It is one of the pillars of Torinese and Milanese cuisine. When risotto
is cooked, the dry rice is always fried briefly in oil before the broth
is added. Other dishes exist that are similar, but they should not be
called "risotto" if the rice is not toasted. Recipes include
"Risotto alla Milanese," made with beef stock and saffron,
which is traditionally served with osso buco (a stew made from veal
bones) and "Risotto al Barolo," made with fine red wine, but
thousands of variations exist, both with vegetables and meat, as well
as risottos made with various other wines, cheeses, or even fruits.
Risotto Negro is a specialty of the Veneto region, made with cuttlefish
cooked with their ink-sacs.
Savoury little patties made from chopped meat or fish mixed with breadcrumbs,
shaped into balls or cakes and shallow-fried.
Salt crystals derived from the huge seams of impacted salt that have
formed below dried-out, underground saline lakes. The crystals are quite
large and hard so are best used in a salt mill.
A spicy, rich red lamb stew from India. It literally translates as 'red
meat juices' and traditionally gets its rich red colour from crushed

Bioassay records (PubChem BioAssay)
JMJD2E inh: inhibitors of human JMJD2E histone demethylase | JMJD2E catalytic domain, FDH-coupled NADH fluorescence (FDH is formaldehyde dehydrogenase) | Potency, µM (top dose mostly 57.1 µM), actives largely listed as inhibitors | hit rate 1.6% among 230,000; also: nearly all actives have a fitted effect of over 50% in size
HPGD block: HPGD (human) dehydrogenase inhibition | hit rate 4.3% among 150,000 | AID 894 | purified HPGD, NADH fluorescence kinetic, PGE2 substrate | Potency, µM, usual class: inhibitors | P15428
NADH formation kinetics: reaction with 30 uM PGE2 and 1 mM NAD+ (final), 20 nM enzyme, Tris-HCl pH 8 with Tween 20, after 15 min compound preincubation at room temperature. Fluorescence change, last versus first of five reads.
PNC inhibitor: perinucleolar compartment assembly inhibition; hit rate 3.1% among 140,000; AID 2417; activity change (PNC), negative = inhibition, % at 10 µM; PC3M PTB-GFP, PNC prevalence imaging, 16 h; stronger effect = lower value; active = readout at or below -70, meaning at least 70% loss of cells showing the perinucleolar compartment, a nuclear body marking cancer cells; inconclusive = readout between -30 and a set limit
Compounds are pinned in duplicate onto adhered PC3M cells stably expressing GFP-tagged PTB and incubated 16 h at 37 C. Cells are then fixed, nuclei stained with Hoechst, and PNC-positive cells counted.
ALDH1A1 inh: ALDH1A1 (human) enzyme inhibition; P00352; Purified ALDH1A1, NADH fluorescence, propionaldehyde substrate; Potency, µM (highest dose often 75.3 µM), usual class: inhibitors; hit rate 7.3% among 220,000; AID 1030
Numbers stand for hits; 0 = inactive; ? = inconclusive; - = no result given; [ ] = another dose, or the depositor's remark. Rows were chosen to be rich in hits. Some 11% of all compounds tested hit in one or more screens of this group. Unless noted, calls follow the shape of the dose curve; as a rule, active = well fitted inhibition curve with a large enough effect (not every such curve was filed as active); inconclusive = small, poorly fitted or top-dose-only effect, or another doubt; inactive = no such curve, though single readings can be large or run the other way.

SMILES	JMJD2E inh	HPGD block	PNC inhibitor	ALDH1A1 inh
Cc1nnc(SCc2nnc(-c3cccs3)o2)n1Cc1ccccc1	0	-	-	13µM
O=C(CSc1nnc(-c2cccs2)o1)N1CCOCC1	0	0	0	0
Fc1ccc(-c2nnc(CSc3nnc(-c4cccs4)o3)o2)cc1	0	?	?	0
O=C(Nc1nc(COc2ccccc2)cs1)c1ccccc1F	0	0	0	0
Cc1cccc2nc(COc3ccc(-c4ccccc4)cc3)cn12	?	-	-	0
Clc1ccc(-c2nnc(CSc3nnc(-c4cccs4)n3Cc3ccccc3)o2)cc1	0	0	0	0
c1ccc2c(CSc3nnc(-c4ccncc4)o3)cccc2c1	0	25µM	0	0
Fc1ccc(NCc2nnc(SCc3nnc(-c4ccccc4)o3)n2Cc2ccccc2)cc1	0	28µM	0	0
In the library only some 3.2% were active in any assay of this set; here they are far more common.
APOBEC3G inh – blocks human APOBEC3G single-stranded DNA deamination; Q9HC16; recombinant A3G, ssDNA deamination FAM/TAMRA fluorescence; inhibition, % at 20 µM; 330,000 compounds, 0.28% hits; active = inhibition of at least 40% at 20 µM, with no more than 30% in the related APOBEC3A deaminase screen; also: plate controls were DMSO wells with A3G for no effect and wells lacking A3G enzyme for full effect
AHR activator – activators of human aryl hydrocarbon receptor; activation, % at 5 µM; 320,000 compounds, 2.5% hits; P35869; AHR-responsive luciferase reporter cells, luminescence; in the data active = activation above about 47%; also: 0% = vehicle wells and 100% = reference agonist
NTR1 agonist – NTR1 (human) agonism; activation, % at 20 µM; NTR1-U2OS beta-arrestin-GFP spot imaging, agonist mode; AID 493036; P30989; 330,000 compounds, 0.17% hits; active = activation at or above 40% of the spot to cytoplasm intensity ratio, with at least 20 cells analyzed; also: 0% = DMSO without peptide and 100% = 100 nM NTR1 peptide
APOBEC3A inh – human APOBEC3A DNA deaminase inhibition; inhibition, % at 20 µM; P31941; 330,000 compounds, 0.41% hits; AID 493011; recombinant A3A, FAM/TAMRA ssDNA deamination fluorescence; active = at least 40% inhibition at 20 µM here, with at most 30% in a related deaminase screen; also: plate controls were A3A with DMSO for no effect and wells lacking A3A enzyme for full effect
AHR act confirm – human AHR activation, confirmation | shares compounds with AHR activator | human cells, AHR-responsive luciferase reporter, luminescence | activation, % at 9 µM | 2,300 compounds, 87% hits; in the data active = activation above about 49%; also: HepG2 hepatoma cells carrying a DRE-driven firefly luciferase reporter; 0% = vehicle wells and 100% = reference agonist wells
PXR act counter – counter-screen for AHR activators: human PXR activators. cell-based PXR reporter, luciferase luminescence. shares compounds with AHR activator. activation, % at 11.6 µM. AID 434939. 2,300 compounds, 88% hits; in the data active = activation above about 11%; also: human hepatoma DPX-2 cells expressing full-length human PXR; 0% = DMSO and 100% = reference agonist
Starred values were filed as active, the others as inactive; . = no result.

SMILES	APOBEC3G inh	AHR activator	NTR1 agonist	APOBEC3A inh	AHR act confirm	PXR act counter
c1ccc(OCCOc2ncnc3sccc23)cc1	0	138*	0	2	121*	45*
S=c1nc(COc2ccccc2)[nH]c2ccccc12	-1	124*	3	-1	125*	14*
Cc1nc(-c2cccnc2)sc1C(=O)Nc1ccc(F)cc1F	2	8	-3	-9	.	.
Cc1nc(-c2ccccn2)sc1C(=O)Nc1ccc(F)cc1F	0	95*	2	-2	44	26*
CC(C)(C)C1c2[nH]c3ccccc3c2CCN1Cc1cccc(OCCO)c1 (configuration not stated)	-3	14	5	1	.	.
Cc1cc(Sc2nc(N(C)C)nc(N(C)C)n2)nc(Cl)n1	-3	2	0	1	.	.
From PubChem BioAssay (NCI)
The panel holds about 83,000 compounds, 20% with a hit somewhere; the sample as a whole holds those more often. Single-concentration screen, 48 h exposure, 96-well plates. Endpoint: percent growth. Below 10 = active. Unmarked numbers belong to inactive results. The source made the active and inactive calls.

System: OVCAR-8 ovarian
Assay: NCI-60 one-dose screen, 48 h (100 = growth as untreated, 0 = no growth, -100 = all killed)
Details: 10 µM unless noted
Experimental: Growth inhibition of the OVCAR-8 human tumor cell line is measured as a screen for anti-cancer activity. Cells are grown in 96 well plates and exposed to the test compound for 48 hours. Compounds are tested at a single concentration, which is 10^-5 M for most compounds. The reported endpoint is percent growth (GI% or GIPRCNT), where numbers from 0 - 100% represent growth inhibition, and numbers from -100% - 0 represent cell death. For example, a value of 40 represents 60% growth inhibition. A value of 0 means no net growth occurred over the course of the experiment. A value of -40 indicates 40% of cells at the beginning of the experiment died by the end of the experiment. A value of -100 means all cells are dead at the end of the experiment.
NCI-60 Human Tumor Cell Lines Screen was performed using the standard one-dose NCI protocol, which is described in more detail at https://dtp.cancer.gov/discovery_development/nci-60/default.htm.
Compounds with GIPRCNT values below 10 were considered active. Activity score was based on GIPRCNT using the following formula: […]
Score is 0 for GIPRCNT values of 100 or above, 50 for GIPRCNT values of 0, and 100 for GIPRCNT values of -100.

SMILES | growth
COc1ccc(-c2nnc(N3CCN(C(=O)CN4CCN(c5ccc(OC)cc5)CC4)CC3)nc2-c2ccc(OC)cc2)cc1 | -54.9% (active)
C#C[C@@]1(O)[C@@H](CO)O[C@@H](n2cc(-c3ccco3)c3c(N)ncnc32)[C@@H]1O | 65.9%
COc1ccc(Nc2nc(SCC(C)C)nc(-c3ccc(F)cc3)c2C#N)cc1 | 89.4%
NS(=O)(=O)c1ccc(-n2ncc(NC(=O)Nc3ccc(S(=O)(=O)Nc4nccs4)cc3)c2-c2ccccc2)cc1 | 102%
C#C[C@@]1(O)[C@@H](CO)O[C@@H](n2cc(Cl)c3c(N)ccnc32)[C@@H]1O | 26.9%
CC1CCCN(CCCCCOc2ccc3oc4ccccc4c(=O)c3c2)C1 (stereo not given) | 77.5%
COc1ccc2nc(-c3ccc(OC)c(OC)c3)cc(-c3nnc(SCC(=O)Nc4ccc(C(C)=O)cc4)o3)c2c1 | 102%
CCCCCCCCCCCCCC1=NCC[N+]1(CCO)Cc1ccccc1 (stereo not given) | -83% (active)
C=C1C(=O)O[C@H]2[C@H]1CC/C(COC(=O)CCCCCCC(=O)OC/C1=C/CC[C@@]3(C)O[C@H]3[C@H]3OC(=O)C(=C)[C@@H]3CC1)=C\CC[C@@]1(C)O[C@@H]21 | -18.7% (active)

dried red chillies. Use braising steak or shoulder of lamb for the best
Rosemary is a most versatile herb with a flavour that complements a
wide variety of dishes and ingredients. Native to the Mediterranean,
its bittersweet green leaves look similar to pine needles. The plant
is an evergreen shrub, so the leaves are available fresh all year round.
A flavoured water made by steeping rose petals in water, rosewater has
been used as a flavouring for centuries in Middle Eastern, Indian and
Turkish cooking. It can be added to jellies and syrups, and it's often
sprinkled over cakes and milky puddings.
A pungent Provençal sauce often served with fish stews such as
bouillabaisse, made from a garlic and olive oil emulsion pounded with
chillies and breadcrumbs.
A roux is a mixture of equal quantities of melted butter and flour that
is cooked in a pan and used as the base for thickening sauces such as
white sauce and béchamel.
A tender cut of beef from the lower back of the cow, sold as roasting
joints and steaks. It's slightly less tender than sirloin but still
only needs quick cooking. Rump steaks can be grilled or fried and accompanied
with a sauce such as peppercorn or red wine sauce. It's also good for
stir-fries and kebabs.